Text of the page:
But small-scale farmers generally did not benefit from increases in tobacco production. They did not enjoy economies of scale. They also lacked access to capital, markets, technology, and extension services. Small-scale farmers therefore focused on other less profitable crops including maize, cotton, and groundnuts. Still, in the first two decades after independence, small-scale and resettlement farmers were not able to compete with large-scale farmers without continued subsidies and increased market access.
There were other constraints. Investor confidence is largely based on the maintenance of the status quo of the agricultural sector in countries such as Zimbabwe. Prior to the end of the 1990s the Zimbabwe government did not want to send mixed signals to the investment community and jeopardise its investment profile or potential. As such the government was loath on embarking on large-scale subsidy and asset nationalisation schemes to develop small-scale commercial agriculture.
In the absence of donor funding to develop training, extension services, credit facilities, and market access, the Zimbabwe government had few economic options available to incorporate smallholders into the agricultural sector without scaring away much needed capital.
Fast track to land reform
As internal discontent increased, and external funding for land reform dried up, Mugabe threatened to expropriate white-owned farmland without compensation. In 1997 the government published a list of 1,471 farms that were to be expropriated and resettled. It demanded that the UK provide funding for the endeavour. The UK did not heed the call. Corruption, coupled with the gazetting of white-owned farms, threatened remaining donor funding. In 1999 the International Monetary Fund suspended its funding to Zimbabwe.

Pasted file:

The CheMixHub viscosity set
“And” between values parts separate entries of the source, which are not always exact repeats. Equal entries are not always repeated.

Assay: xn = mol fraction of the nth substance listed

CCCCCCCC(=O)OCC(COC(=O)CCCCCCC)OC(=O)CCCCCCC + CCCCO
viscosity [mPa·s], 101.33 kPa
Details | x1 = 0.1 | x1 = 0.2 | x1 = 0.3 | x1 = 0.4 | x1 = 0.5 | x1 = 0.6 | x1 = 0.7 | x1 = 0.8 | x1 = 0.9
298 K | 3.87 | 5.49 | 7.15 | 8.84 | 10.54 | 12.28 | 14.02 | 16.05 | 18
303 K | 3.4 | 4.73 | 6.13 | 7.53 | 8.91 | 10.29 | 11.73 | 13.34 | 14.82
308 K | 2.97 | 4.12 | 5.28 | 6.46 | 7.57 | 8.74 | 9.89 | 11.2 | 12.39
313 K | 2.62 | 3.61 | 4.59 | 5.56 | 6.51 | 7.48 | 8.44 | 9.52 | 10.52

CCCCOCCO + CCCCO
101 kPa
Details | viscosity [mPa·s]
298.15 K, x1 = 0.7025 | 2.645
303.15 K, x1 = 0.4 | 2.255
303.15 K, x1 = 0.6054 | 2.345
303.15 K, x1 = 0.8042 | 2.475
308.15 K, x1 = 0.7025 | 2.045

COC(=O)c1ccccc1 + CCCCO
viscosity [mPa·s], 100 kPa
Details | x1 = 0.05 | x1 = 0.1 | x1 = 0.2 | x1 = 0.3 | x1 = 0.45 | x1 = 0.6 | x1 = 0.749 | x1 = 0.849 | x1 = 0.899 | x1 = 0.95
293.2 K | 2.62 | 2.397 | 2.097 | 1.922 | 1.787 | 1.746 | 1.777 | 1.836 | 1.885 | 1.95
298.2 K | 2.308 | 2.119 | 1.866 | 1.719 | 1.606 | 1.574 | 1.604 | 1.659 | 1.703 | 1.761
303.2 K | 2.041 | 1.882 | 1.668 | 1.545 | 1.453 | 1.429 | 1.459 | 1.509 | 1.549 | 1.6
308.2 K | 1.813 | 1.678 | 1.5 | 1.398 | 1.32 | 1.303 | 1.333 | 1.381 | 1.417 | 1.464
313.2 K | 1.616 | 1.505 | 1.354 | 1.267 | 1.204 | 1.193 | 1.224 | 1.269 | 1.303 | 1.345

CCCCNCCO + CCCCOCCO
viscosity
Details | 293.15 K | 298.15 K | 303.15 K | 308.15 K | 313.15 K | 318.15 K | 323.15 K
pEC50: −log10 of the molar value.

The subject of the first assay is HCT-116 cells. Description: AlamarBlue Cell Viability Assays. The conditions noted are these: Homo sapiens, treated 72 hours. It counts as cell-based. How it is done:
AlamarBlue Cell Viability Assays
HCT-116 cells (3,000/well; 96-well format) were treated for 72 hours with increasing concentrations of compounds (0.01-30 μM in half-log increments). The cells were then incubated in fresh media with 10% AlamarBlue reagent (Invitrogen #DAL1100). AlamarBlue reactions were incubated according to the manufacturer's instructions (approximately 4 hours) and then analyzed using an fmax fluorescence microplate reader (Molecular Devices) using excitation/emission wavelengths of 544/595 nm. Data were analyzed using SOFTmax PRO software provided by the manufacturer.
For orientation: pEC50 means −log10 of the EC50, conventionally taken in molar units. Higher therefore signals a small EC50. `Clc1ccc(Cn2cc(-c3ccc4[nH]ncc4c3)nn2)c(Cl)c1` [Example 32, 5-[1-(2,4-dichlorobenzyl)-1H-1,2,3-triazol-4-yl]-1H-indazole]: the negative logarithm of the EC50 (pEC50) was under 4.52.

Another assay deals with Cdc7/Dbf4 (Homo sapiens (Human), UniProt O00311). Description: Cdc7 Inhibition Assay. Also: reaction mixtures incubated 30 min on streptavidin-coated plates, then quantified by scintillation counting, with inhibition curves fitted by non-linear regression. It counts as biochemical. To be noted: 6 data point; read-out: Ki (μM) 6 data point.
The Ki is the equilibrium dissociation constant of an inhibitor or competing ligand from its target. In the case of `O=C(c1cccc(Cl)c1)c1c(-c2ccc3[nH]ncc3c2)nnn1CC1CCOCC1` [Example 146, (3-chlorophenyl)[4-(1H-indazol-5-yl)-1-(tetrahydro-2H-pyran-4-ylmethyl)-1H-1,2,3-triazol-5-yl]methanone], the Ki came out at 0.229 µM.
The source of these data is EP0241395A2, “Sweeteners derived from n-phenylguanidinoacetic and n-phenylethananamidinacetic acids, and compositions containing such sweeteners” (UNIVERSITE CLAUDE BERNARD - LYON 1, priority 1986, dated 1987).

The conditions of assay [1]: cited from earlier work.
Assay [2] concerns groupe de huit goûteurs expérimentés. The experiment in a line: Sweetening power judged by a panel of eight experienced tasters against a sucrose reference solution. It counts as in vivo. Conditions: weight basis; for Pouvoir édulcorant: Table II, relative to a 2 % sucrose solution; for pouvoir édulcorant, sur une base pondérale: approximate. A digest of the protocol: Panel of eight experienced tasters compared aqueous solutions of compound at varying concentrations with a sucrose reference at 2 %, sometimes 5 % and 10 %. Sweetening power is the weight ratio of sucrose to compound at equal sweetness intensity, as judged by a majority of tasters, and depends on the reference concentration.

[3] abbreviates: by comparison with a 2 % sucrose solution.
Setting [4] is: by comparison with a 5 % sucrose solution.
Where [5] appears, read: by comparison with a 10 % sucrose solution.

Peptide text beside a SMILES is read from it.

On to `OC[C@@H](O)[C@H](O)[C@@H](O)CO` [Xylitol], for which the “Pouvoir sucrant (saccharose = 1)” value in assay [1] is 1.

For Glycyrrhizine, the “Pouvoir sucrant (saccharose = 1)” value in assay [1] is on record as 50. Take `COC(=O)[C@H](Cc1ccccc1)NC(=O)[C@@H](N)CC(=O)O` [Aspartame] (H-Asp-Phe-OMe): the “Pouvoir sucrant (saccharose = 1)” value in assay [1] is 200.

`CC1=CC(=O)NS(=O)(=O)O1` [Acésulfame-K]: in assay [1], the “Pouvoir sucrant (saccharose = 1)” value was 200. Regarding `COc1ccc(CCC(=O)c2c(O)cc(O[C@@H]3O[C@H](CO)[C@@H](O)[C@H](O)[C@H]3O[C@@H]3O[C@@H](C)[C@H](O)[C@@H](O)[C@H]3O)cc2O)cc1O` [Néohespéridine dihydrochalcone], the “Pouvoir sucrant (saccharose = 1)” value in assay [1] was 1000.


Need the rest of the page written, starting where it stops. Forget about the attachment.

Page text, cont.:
As the 1990s drew to a close, persistent drought, a failed structural adjustment program, rampant inflation, and lack of foreign exchange created a challenging environment for the Zimbabwean government and population. Hungry for land, Zimbabwe African National Union-People’s Front (ZANU-PF) supporters, some of whom were war veterans, invaded white-owned farms with the government’s approval in early 2000. This took place before parliament passed a bill that changed the constitution to legalise the expropriation of white-owned farms without compensation. Once the change was voted in, “fast tracking” land reform for resettlement became policy.
As opposition movements grew, ZANU-PF became increasingly willing to adopt programs aimed at fast tracking land reform to landless, discontented, yet voting, populations.
Violence and continued government threats left the majority of white farmers with little choice but to abandon their land or discontinue cultivation. By 2004 the government-controlled newspaper indicated that farmers only used a quarter of the arable land in the country that season. Agricultural production plummeted and the country went from a net food exporter to a net importer.
Zimbabwe continues to face extreme food shortages which have only been exacerbated by drought. Today, about 5 million of the country’s population of 14 million are estimated to be in need of food assistance.
Four decades later it’s still about land
It undoubtedly remains challenging to integrate local populations meaningfully into the agricultural sector as producers of food and cash crops. This is partly a result of harsh economic realities, including economies of scale and market access. But, as can be seen throughout Zimbabwe, newly settled populations thrive when they are given training and investment that supports the production of food and cash crops.
This is the policy that needs Zimbabwean and international support post-Mugabe to address the country’s rural hunger, and perhaps employment, challenges. This is at the heart of the second Chimurenga, and Mugabe’s almost 40 year old promise to the population of Zimbabwe.
Beverly L. Peters is director and assistant professor at Measurement & Evaluation School of Professional and Extended Studies, American University